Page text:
Palm Beach County faces $50 million shortfalls each of next 3 years


Palm Beach County is facing projected budget deficits of about $50 million a year starting in 2019, according to an analysis prepared for commissioners, who met to discuss the budget Tuesday.

Growth and its corresponding need for expanded services, particularly law enforcement, are driving those deficits, county staff members said.

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Concerns about the budget — frequently expressed by Commissioner Hal Valeche — led commissioners to schedule a workshop several months before they would ordinarily discuss the budget they must approve next fall.

“We are going to have to deal with this close to $50 million shortfall,” Valeche said as Tuesday’s budget meeting got underway.

Palm Beach County Sheriff’s Office services accounted for about 48 percent of the county’s general fund budget in 2018. In 2007, PBSO accounted for 36 percent of the general fund budget.

Commissioner Mack Bernard asked County Administrator Verdenia Baker if the county could continue to “sustain the increase in the future in our budget.”

Baker replied: “That’s a decision that the board is going to have to make.”

For the past seven years, the County Commission has been able to meet its state-mandated responsibility of passing a balanced budget while holding the property tax rate steady. But based on the analysis county staff members provided to commissioners, that will be an increasingly difficult challenge to meet in future years.

The projected gaps — $47.9 million in 2019-2019, $50.1 million in 2019-2020 and $57.9 million in 2020-2021 — assumes property tax rates that bring in the same amount of revenue as current rates.

The projections assume 7 percent growth in property values — which is in line with what has transpired in recent years but far ahead of what the county experienced during the Great Recession — and the projections assume that voters will approve a $25,000 increase in the homestead exemption when it appears on the November 2018 ballot.

If approved by 60 percent of the state’s voters, the new homestead exemption would go from $50,000 to $75,000 for homes worth $125,000 or more for non-school property taxes; the $25,000 expanded exemption would apply to the value of the home between $100,000 and $125,000.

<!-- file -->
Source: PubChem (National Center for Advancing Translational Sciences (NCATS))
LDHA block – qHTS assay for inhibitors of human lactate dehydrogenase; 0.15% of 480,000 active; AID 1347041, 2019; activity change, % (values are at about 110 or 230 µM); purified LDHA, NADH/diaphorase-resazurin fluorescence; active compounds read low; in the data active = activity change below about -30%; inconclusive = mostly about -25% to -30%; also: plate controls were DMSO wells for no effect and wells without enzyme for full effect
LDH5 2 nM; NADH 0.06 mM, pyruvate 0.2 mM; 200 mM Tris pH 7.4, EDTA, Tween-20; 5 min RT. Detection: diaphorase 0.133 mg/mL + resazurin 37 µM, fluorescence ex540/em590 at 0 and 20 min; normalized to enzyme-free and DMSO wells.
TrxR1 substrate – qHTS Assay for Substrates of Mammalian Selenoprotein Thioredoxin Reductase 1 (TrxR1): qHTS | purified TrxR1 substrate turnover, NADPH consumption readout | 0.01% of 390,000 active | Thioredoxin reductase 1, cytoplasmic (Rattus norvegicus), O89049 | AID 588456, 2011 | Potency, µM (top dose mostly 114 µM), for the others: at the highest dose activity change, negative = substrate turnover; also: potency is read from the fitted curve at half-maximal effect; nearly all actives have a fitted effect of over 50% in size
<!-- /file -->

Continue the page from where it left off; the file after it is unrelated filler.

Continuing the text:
County officials have said an expanded homestead exemption could cost the county $25 million to $30 million a year in lost property-tax revenue.

If commissioners want to raise property tax rates to bring in additional revenue so services won’t have to be cut, they’ll have to cast a vote that would likely be politically perilous and unpopular.

Other options — curtailing law enforcement or Palm Tran bus services, for example — could be just as unpalatable.

A decade-old provision in state law establishing a maximum property tax rate makes it a challenge for the county to raise property tax rates going forward. The maximum rate, a calculation that factors in such things as property values and per-capita income, varies from year to year. The county’s rate of $4.78 per every $1,000 in taxable property value is below the maximum rate for this year and for next year.

But that maximum rate is expected to drop below the current rate in 2020 and 2021, meaning that, even if commissioners wanted to keep property tax rates at their current levels, a super majority — five of the commission’s seven members — would have to agree. The maximum rate calculation, a non-factor for the county in the years immediately after the Great Recession because the county was far below it, now adds more political complexity to an already challenging scenario.

If commissioners took a super majority vote to keep property taxes at current rates in 2020, the projected deficit that year would drop by $2.1 million, county staffers estimate. It would drop by $21.6 million if they did the same in 2021.

While Valeche sounded the alarm about the projected deficits, Baker said she typically faces a deficit as she begins crafting a budget draft to recommend to commissioners.

Earlier this year, as she began work on the 2018 budget, department budget requests exceeded expected revenue by about $50 million, Baker said.

That prompted Bernard to wonder aloud whether the budget woes are critical.

“If we had a projected shortfall in 2018 of $50 million, and we have one of $50 million in 2019, it seems we can land this plane,” he said.

Baker, expected to recommend a balanced budget, responded: “I don’t have a choice; I have to land this plane.”

Valeche had hoped department heads making presentations would lay out how they plan to trim their budget requests in light of the looming budgetary challenges. But that’s not what happened.

One department head after another sat before commissioners, gave an overview of how their department is financed and what it does and pointed out noteworthy accomplishments.

They did not make a formal request for a specific dollar amount, but they also did not say how much their department could do without.

“I can’t identify anything that’s an easy cut,” Youth Services Director Tammy Fields said after her presentation.

Much of Tuesday’s workshop dealt with needs — for more work to combat the opioid crisis, for more staffing.

County Mayor Melissa McKinlay made an early pitch for an expanded legislative affairs department, which she said would help the county in the long run through more effective lobbying for financial assistance from Tallahassee and Washington, D.C.

Valeche said the budget workshop wasn’t a waste, but he did not get from it all that he had hoped.

“At some point, the ideas for these cuts will have to materialize,” he said. “The name of the game here is how do we save $47 million without harming our level of service.”



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